A political geography of Maine, or how winning truck town wasn't enough for Shawn Moody
After a rough 2018 election for Republicans in Maine, it appears they might have a statewide electoral problem: winning Maine’s truck country was not enough to take the Blaine House.
Republican gubernatorial candidate Shawn Moody won
3 in 4 of Maine’s truck towns, but his margins there were relatively slim.
That may signal a tougher challenge for Sen. Susan Collins’ road to re-election, but things would have to get more than a little tougher for Collins to lose. She was last tested in 2014, when she won with a whopping 68.5% of the vote.
What is clear, however, is that Maine’s truck country preferred Republican Shawn Moody. Analysis of election results and vehicle registration data from September 2018 shows that more trucks in a town correlated with a higher share of the vote for Moody.
Election returns and a database of vehicle registrations, as of September 2018, show Moody relied heavily on votes from towns where the Ford F-150, Chevy Silverado or GMC Sierra are the most popular vehicles.
7 in 10 votes for Moody came from such towns. As trucks make up the top three vehicles in the state – the Chevy Silverado, Ford F-150 and GMC Sierra – that’s a big pond to fish. But it wasn’t enough. And he narrowly lost F-150 country to Farmington Democrat, Gov. Janet Mills.
For a frame of reference, let’s focus first on the vehicles and the geography of Maine’s truck- and non-truck towns. Generally, trucks were not preferred in coastal communities and urban centers.
There are some exceptions: for instance, the Chevy Impala was the most popular vehicle in the Southern Aroostook County town of Sherman, by one vehicle.
As you can see hovering over towns in the map above, many places are like Sherman, where the top vehicle has a narrow lead. But, the same goes for the governor’s race. In both cases, this analysis is going by the plurality of the vote.
Cut too thin to win in truck country
While Moody cleaned up in winning truck towns, his vote margins there were relatively thin. And they were dwarfed by the lead Democratic Gov. Janet Mills amassed in Subaru country.
Overall, Mills held a pretty even margin in truck towns while dominating elsewhere by a nearly two-to-one margin.
The truck- and non-truck map reflects a general urban-rural split, but a closer look at vehicle totals and vote tallies by town show that’s not the whole story.
In places where the Subaru Forester is the most popular vehicle, Mills got nearly 3 times the votes as Moody. Meanwhile, Mills nearly matched Moody’s votes from Silverado towns.
Mills won a majority in Subaru Forester communities by a margin of
25:1; Moody had a little more than a
3:1 lead on Mills for Chevy Silverado towns, where he picked up most of his votes.
Overall, Mills lagged Moody by
21,730 votes in truck country. Moody lost by about
69,100 votes in areas where trucks were not the most popular choice.
(Just how “trucky” a town is also shows some relation to the vote share Moody ultimately picked up, though slight. In other words, Moody’s vote lead was generally higher where trucks had a stronger lead as the most popular vehicle.)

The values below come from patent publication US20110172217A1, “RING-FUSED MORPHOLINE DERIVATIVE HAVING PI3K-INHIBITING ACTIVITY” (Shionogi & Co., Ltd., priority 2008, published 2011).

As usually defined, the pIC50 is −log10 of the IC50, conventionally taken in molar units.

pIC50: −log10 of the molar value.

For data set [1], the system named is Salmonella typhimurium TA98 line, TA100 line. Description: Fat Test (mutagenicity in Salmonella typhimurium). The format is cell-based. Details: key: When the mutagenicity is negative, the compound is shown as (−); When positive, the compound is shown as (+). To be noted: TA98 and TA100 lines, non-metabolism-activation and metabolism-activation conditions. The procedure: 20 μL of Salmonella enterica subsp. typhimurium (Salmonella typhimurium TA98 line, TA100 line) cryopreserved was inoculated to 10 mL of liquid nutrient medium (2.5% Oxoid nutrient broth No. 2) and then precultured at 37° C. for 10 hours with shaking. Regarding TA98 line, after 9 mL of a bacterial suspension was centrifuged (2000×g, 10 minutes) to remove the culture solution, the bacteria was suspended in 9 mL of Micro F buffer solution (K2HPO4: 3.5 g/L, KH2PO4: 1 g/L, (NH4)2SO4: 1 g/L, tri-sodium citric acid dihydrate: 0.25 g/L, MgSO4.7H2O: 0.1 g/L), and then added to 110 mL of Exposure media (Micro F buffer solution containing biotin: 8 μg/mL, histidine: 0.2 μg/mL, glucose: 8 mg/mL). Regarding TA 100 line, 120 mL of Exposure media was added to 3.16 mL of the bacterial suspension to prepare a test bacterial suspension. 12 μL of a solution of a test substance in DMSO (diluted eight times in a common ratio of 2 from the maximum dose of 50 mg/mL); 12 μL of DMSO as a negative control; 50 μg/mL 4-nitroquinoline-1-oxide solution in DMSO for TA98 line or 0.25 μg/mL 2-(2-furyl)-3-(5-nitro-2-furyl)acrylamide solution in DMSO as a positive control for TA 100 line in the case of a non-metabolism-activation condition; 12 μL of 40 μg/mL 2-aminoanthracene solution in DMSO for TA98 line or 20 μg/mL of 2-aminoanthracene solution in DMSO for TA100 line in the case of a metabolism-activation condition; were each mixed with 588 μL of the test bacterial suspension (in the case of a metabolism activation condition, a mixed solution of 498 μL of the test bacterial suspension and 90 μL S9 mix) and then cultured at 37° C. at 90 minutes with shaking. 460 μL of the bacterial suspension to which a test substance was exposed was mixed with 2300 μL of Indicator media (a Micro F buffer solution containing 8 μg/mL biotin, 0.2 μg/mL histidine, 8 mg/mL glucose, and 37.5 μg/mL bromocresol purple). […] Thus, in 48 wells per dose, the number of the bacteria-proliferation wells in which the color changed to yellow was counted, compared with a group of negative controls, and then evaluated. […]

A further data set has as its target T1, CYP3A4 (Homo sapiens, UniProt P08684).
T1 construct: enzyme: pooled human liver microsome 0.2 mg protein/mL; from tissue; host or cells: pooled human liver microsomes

What does your vehicle say about your partisan leanings?
Looking at the data a different way, it points to the partisan lean of specific rides.
Among the trucks, there was one outlier: the Toyota Tacoma. Mills and Moody both won 3 Tacoma towns each, making it the most bipartisan by towns won. By votes, the Ford F-150 was the most bipartisan, for vehicles that were the most popular in more than one community.
Mills edged out Moody in Maine’s
76 F-150 towns by a margin of
By make, GMC- and Chevy-led towns leaned heavily Republican. Subaru-led towns showed the most partisan lean of all, with the exceptions only of Woolwich and Kingfield. Looking only at votes for the two major party candidates, Mills racked up about
73% of votes in Subaru Forester communities.
Search by town
Use the search below to find local election results and the top 25 vehicles in Maine towns.
Notes on the data
The analysis leaves some data on the cutting room floor, but ultimately accounts for more than 98 percent of all vehicle registrations and votes cast in the 2018 gubernatorial election. The vehicle registration data was captured before the election, as of Sept. 18, 2018, by request to the Maine Secretary of State’s Office.
From the vehicle registration data, the analysis excludes towns where there was no clear top vehicle — ties of
1–1, for instance. From the election data, it does not factor in overseas votes. A group of smaller towns were also not included because the voting district does not align with a distinct municipal boundary.
Any areas where voting is combined were grouped by the first town listed. For instance, the five votes from
Adamstown/Lower Cupsuptic Twps (Rangeley) were processed as
Adamstown and did not match with a geography provided by the Maine Office of GIS. For
Argyle Twp (Alton, Edinburg & Penobscot Nation), however,
Argyle Twp was selected and matched.
The vehicle data was cleaned in OpenRefine, using fingerprint and phonetic string matching techniques for vehicle model names within each separate vehicle make.
That data was processed and merged with election results in a public data.world project. That project also includes emissions data from the U.S. EPA, which was not able to join smoothly with the vehicle registration data. That database includes not only vehicle types, but estimated miles per gallon for vehicle years, etc., and could support additional analysis.
The original and cleaned vehicle registration file and election results file - with headers reformatted from the Secretary of State’s original - are all available in that project.